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Overview

Morocco suffered various mutually reinforcing shocks in 2022, marked by a severe drought that explains almost half of the 2022 deceleration. This coincided with a global economic slowdown and rising international commodity prices - fueled by Russia's invasion of Ukraine. In this context, real GDP growth fell from 8 % in 2021 to 1.3 % in 2022. As the effects of these shocks fade away, growth is accelerating in 2023, supported by the partial recovery of agricultural production, the rebound of the tourism sector, and the positive contribution of net exports. Real GDP annual growth increased to 3 % in the first half of 2023. 

The September 8 Al Haouz earthquake has had devastating human and material impacts but is unlikely to derail the ongoing economic acceleration. The most affected areas have a modest contribution to the overall GDP and are weakly integrated into the national economy. From a macroeconomic perspective, the main risk is that the earthquake will adversely impact the tourism sector. However, preliminary evidence suggests that conditions have normalized quickly in most destinations. The authorities have announced an ambitious reconstruction and development plan for the High Atlas Mountain region, which could positively affect growth in the medium term.

In line with the decline in global commodity prices, inflation is on a downward trend, from a peak of 10.3 % (y/y) in February 2023 to 5 % in August. This has prompted the Central Bank (BAM) to pause the monetary tightening cycle and keep the interest rates unchanged at 3 %, following three consecutive policy rate hikes, for a cumulative 150 basis points between September 2022 and March 2023. Although lower price subsidy pressures have attenuated strains on public finances, this windfall has not yet reduced overall spending as the government rolls out key reforms, injects liquidity into state-owned enterprises (SOEs), and addresses the water crisis.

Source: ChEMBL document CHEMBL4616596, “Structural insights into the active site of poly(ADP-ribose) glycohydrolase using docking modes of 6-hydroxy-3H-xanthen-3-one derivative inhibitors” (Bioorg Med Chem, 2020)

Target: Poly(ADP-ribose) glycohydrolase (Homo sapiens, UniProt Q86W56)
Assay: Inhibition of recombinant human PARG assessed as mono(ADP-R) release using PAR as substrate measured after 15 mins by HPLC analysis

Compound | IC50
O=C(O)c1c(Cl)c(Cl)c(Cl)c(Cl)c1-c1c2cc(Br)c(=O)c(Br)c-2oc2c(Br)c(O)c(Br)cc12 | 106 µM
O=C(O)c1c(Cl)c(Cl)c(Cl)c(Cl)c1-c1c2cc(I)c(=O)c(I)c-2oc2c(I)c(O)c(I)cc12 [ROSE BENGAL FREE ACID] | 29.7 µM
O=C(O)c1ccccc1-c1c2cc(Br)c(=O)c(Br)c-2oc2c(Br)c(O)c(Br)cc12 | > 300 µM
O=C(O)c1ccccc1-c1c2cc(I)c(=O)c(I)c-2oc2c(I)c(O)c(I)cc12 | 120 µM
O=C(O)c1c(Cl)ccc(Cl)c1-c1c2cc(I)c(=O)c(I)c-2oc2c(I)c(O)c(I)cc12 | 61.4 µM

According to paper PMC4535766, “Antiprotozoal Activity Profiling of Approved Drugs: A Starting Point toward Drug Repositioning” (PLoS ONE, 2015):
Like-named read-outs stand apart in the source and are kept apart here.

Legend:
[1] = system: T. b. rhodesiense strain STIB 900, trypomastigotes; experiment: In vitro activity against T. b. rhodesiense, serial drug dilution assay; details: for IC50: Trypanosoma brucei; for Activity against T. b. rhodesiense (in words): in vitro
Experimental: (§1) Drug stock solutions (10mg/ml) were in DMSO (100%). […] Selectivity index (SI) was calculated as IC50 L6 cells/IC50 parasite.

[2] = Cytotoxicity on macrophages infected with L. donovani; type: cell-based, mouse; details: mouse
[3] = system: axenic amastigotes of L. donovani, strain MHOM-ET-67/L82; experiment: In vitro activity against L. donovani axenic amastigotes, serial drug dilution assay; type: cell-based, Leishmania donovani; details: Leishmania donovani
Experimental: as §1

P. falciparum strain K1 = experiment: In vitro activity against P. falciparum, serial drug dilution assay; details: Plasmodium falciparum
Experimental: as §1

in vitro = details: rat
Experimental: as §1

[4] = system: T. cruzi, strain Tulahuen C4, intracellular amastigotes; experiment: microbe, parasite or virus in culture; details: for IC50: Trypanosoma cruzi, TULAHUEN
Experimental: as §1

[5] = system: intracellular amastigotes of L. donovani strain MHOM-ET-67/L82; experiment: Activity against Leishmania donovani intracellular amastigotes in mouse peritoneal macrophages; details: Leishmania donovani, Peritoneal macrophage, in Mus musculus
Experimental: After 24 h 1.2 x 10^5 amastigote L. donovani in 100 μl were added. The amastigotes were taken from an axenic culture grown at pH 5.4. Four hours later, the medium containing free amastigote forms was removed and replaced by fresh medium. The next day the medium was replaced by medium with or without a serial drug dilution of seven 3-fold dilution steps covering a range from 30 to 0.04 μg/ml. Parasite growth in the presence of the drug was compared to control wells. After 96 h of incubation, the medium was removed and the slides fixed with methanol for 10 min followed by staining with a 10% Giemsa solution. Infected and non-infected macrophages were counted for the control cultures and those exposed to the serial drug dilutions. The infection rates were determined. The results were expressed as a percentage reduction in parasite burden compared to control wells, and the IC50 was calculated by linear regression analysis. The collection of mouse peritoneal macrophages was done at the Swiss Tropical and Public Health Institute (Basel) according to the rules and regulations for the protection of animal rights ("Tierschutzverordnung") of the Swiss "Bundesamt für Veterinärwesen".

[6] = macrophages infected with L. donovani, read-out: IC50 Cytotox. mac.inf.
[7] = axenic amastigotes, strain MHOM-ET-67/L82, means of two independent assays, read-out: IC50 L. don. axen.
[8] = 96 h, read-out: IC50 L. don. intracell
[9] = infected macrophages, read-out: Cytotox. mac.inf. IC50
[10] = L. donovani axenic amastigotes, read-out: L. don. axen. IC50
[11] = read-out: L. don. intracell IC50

The Government of Morocco has embarked on an ambitious reform program. The new Mohamed VI investment fund and the recently approved investment charter aim to support a private sector-led, job-creating growth model. The new centralized SOE ownership agency and other SOE governance reforms aim to improve the sector's strategic management and performance. Another major objective is strengthening human capital by universalizing access to health care and social protection and improving the quality of education. The successful implementation of these reforms will be crucial in putting Morocco on the path to more robust and inclusive growth.

Morocco's external resiliency has been relatively strong in the face of multiple global disturbances, such as the COVID-19 pandemic and the war in Ukraine. The country has sustained a stable currency, reinforced its external liquidity buffers, maintained good access to international financial markets, and continued to attract large volumes of foreign direct investment (FDI). It has also had remarkable success in tradeable sectors, including the rapid growth of its automotive industry, the consolidation of the Tangier port as a leading logistical hub, and the transformation of the phosphate sector into a significant provider of fertilizers for Africa.

Last Updated: Nov 15, 2023

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students are reached by the conditional cash transfer pilot program

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Rabat
Meryam Benjelloun
+212 537 544 200